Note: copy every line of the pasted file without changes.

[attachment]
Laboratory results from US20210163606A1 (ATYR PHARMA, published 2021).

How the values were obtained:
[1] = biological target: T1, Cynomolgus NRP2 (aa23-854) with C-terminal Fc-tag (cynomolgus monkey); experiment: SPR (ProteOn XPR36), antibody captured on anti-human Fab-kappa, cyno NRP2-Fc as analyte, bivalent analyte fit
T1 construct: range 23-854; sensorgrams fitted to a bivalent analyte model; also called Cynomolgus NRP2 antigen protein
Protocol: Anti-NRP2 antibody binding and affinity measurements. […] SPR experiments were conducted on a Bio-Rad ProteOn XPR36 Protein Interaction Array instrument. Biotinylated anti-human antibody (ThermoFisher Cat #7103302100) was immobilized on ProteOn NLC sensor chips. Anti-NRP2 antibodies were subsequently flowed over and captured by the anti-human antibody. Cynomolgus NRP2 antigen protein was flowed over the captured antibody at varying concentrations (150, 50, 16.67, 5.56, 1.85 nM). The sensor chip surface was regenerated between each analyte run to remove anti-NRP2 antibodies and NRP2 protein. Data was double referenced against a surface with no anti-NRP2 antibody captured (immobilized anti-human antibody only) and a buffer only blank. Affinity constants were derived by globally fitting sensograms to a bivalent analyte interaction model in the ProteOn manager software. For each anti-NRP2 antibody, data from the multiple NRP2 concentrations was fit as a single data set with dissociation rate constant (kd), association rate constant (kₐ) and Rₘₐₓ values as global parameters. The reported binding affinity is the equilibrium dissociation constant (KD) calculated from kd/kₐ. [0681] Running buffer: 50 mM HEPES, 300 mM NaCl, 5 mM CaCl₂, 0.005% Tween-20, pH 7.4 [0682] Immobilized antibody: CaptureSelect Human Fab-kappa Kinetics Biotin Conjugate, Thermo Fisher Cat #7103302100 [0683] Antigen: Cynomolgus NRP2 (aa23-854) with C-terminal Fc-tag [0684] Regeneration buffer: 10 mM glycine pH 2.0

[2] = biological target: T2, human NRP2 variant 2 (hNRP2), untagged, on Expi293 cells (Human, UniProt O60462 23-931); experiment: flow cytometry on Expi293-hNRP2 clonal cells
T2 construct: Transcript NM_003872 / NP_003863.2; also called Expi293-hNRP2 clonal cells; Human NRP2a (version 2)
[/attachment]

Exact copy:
Laboratory results from US20210163606A1 (ATYR PHARMA, published 2021).

How the values were obtained:
[1] = biological target: T1, Cynomolgus NRP2 (aa23-854) with C-terminal Fc-tag (cynomolgus monkey); experiment: SPR (ProteOn XPR36), antibody captured on anti-human Fab-kappa, cyno NRP2-Fc as analyte, bivalent analyte fit
T1 construct: range 23-854; sensorgrams fitted to a bivalent analyte model; also called Cynomolgus NRP2 antigen protein
Protocol: Anti-NRP2 antibody binding and affinity measurements. […] SPR experiments were conducted on a Bio-Rad ProteOn XPR36 Protein Interaction Array instrument. Biotinylated anti-human antibody (ThermoFisher Cat #7103302100) was immobilized on ProteOn NLC sensor chips. Anti-NRP2 antibodies were subsequently flowed over and captured by the anti-human antibody. Cynomolgus NRP2 antigen protein was flowed over the captured antibody at varying concentrations (150, 50, 16.67, 5.56, 1.85 nM). The sensor chip surface was regenerated between each analyte run to remove anti-NRP2 antibodies and NRP2 protein. Data was double referenced against a surface with no anti-NRP2 antibody captured (immobilized anti-human antibody only) and a buffer only blank. Affinity constants were derived by globally fitting sensograms to a bivalent analyte interaction model in the ProteOn manager software. For each anti-NRP2 antibody, data from the multiple NRP2 concentrations was fit as a single data set with dissociation rate constant (kd), association rate constant (kₐ) and Rₘₐₓ values as global parameters. The reported binding affinity is the equilibrium dissociation constant (KD) calculated from kd/kₐ. [0681] Running buffer: 50 mM HEPES, 300 mM NaCl, 5 mM CaCl₂, 0.005% Tween-20, pH 7.4 [0682] Immobilized antibody: CaptureSelect Human Fab-kappa Kinetics Biotin Conjugate, Thermo Fisher Cat #7103302100 [0683] Antigen: Cynomolgus NRP2 (aa23-854) with C-terminal Fc-tag [0684] Regeneration buffer: 10 mM glycine pH 2.0

[2] = biological target: T2, human NRP2 variant 2 (hNRP2), untagged, on Expi293 cells (Human, UniProt O60462 23-931); experiment: flow cytometry on Expi293-hNRP2 clonal cells
T2 construct: Transcript NM_003872 / NP_003863.2; also called Expi293-hNRP2 clonal cells; Human NRP2a (version 2)